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Buy for $21.00
Longlisted for the Story Prize
Named one of the Best Books of the Year by Bustle and Lit Hub
A fiercely empathetic group portrait of the marginalized and outcast in moments of crisis, from one of the most galvanizing voices in American fiction.
Lidia Yuknavitch is a writer of rare insight into the jagged boundaries between pain and survival. Her characters are scarred by the unchecked hungers of others and themselves, yet determined to find salvation within lives that can feel beyond their control. In novels such as The Small Backs of Children and The Book of Joan, she has captivated audiences with stories of visceral power. Now, in Verge, she offers a shard-sharp mosaic portrait of human resilience on the margins.
The landscape of Verge is peopled with characters who are innocent and imperfect, wise and endangered: an eight-year-old black-market medical courier, a restless lover haunted by memories of his mother, a teenage girl gazing out her attic window at a nearby prison, all of them wounded but grasping toward transcendence. Clear-eyed yet inspiring, Verge challenges us with moments of uncomfortable truth, even as it urges us to place our faith not in the flimsy guardrails of society but in the memories held - and told - by our own individual bodies.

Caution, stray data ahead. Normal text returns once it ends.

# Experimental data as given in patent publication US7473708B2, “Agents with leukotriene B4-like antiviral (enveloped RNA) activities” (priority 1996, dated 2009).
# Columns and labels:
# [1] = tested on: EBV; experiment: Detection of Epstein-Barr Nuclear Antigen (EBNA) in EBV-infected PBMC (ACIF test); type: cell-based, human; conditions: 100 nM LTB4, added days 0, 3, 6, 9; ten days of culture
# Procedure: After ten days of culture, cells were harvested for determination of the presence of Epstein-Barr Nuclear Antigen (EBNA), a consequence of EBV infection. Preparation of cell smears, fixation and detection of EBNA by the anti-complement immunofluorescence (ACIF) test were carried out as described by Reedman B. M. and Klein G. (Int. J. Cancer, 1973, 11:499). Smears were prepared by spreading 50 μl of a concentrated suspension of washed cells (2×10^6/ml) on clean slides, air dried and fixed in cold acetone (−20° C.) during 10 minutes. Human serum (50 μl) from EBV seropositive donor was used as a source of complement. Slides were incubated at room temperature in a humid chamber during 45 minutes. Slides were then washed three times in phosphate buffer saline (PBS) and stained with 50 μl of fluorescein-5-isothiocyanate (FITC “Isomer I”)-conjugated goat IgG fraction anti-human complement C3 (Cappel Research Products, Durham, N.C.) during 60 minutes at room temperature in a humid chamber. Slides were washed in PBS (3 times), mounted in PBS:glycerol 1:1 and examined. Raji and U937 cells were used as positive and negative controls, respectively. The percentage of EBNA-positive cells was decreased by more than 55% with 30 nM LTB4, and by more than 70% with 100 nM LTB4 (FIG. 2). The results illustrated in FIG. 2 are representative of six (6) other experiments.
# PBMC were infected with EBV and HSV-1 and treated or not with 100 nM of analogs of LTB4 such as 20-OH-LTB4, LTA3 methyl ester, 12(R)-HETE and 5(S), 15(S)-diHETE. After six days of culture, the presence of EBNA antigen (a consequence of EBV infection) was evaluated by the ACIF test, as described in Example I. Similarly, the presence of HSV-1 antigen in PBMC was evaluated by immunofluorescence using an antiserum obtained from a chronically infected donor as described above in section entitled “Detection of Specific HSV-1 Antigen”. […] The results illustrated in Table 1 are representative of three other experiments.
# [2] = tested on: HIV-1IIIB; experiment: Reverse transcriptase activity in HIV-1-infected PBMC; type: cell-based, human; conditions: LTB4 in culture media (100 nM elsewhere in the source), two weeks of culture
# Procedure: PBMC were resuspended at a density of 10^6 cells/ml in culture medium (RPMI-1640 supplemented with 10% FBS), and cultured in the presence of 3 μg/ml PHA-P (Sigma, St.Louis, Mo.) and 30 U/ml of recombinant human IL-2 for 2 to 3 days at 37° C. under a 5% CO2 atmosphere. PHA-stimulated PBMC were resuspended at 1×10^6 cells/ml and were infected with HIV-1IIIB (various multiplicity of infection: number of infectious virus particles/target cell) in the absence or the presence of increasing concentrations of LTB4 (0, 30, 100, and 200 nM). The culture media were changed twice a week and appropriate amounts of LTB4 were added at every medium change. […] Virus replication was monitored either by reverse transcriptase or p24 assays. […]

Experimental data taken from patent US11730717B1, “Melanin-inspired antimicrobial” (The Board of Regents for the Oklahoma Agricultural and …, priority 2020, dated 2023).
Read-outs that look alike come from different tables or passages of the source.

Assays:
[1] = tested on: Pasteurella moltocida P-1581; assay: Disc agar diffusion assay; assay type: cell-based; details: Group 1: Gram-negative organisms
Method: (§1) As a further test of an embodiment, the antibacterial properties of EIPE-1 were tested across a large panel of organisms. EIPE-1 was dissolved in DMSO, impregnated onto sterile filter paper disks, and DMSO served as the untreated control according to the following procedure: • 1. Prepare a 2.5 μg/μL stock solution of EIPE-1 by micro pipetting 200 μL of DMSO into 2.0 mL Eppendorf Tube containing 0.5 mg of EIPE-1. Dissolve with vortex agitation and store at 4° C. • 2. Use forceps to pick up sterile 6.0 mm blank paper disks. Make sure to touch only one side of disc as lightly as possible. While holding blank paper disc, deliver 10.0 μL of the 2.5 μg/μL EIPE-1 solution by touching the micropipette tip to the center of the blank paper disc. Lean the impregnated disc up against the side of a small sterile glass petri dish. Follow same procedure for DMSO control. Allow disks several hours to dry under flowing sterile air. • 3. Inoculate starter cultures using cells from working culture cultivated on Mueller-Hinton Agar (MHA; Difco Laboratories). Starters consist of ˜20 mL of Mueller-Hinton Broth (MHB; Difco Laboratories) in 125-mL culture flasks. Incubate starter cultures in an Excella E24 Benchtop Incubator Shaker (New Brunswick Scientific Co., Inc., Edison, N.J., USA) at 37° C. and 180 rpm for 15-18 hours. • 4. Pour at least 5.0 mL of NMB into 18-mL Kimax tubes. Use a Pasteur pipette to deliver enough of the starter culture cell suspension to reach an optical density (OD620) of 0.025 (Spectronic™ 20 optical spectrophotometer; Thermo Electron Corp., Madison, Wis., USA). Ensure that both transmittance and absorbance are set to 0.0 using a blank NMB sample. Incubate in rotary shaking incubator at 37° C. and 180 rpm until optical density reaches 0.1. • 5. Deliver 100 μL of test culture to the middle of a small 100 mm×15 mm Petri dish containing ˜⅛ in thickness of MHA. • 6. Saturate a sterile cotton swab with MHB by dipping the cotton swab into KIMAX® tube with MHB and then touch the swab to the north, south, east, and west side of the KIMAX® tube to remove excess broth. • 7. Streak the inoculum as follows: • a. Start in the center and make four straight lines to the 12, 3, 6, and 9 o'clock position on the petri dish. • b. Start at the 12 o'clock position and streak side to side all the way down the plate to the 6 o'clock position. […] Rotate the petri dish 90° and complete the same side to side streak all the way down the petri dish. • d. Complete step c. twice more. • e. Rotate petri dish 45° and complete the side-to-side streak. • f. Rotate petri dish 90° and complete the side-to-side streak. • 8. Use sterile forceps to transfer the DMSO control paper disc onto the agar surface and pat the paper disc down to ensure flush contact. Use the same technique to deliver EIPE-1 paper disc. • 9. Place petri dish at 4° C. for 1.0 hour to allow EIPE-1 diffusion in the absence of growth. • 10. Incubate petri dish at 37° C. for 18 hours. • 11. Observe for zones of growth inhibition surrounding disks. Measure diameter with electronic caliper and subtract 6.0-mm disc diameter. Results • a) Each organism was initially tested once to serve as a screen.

“Children harvest organs, janitors build magical worlds, and mourning lovers drive to destinations unknown in this searing, precise collection of short stories.” (Vogue)
"Brilliant.... Consistently incisive, with sharp sentences and a barreling pace.... This riveting collection invites readers to see women whose points of view are typically ignored.” (Publishers Weekly)
"Insistently visceral.... These howls from the throats of women, queer characters, the impoverished, and the addicted remind us of the beauty and pain of our shared humanity. Gutsy stories from one of our most fearless writers." (Kirkus Reviews)
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Micro doses of personhood and personas
Stories compiled like this feel rare. It was part memoir, part fiction, part poetry. Each story was narrates by a new voice, injecting personality, tone and nuance to the words, allowing the delivery to take on a life of its own, without attaching it to the author. This can be a great asset, as going in I was expecting a one voice experience, and came out with an alien hiccup of fragments of all kinds of being. I was a bit restless at times, as the thought sentences can run a bit loopy at times, but her writing still keeps the game fresh, moving with the times, but staying true to her style.